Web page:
"Windows 7 might be on its way to being Microsoft’s new Windows XP. As the Redmond company urges consumers and businesses to upgrade to Windows 10, many customers are happily staying on Windows 7 despite the rapidly approaching end of support. Microsoft’s VP for Office and Windows marketing Jared Spataro has offered a helping hand to some Windows 7 holdouts. He confirms that enterprise customers will be able to pay for extended support on Windows 7.
Currently, most Windows 7 users will stop getting updates until January 14, 2020. The operating system launched in 2009, so the OS will be more than a decade old at that point. Microsoft is probably anxious to avoid another Windows XP situation where there were so many users of the ancient OS that Microsoft had no choice but to extend support several times. It wasn’t able to drop support for XP until April of 2014 when the OS was almost 13 years old.
Microsoft customers with sufficiently deep pockets will be able to get Windows 7 support after the cutoff, according to Spataro. The Extended Security Updates (ESU) program will allow those running Windows 7 Professional or Windows 7 Enterprise (under volume licensing) to pay for continued access to patches. There won’t be new features, of course, but Windows 7 systems in the program won’t become prime targets for malware. Although, Microsoft frames this as a way to help businesses keep the lights on as they move their systems to Windows 10.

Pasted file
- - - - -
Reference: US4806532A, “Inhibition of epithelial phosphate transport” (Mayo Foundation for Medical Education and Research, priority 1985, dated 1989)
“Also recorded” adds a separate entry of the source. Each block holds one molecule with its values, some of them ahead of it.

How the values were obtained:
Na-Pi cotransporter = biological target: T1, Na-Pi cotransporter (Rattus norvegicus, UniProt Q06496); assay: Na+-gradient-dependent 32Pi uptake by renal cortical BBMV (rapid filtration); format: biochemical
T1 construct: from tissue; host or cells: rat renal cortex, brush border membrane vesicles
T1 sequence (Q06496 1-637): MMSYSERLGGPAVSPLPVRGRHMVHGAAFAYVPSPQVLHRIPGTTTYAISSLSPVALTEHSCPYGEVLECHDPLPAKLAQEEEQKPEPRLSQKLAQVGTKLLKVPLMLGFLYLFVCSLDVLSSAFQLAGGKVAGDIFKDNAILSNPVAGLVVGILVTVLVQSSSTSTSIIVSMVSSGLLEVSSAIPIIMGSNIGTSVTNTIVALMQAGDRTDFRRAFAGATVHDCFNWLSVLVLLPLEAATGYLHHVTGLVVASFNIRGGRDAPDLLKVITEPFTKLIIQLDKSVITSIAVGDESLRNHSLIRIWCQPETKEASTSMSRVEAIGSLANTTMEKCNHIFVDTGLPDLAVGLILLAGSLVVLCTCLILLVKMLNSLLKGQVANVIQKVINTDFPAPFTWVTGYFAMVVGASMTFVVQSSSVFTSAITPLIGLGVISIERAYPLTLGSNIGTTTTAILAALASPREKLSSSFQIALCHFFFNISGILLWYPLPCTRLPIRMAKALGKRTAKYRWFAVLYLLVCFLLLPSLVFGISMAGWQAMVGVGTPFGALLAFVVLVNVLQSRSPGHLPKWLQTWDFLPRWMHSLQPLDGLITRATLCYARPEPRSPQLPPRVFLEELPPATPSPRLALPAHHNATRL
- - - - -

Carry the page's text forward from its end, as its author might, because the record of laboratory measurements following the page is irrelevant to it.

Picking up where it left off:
The ESU program will be available for up to three years after the end of public support. It will be a per-device cost, so businesses with a lot of Windows 7 machines will pay out the nose for continued support. That also incentivizes them to migrate to Windows 10 over time. In the case of XP, Microsoft also offered custom support contracts for businesses and governments that just couldn’t move off of the aged operating system. It’s unclear if Windows 7 has become so deeply embedded that Microsoft will have to offer a similar service.
To tempt enterprises to keep moving to Windows 10, Spataro’s post also clarified how the rapid pace of Windows 10 updates could be controlled. Microsoft pledges that the current set of feature updates (versions 1607, 1703, 1709, and 1803) will get 30 months of support from their original release date. Future updates to Windows 10 Enterprise will also have 30 months of support, but that drops to 18 months next March. This should allow IT departments to test and deploy updates on their schedule. The company still plans two major updates per year.
"Relents" meaning "We see a significant source of income, so we're going to utilize it".
But still the biggest barrier to upgrading is the cost of new versions of software, which can run hundreds to thousands per machine, may not be able to do everything old versions did, and may require dozens of hours of training in order to use. While it is true Windows 10, being the "last version of Windows" should solve this problem, for some companies the total cost of upgrading can run seven figures or more, all on top of having to get economy size bottles of asprin to deal with the headaches of new builds of Windows 10 which may introduce all irrelevant new features, change permissions, and invalidate security settings (not to mention uninstall software).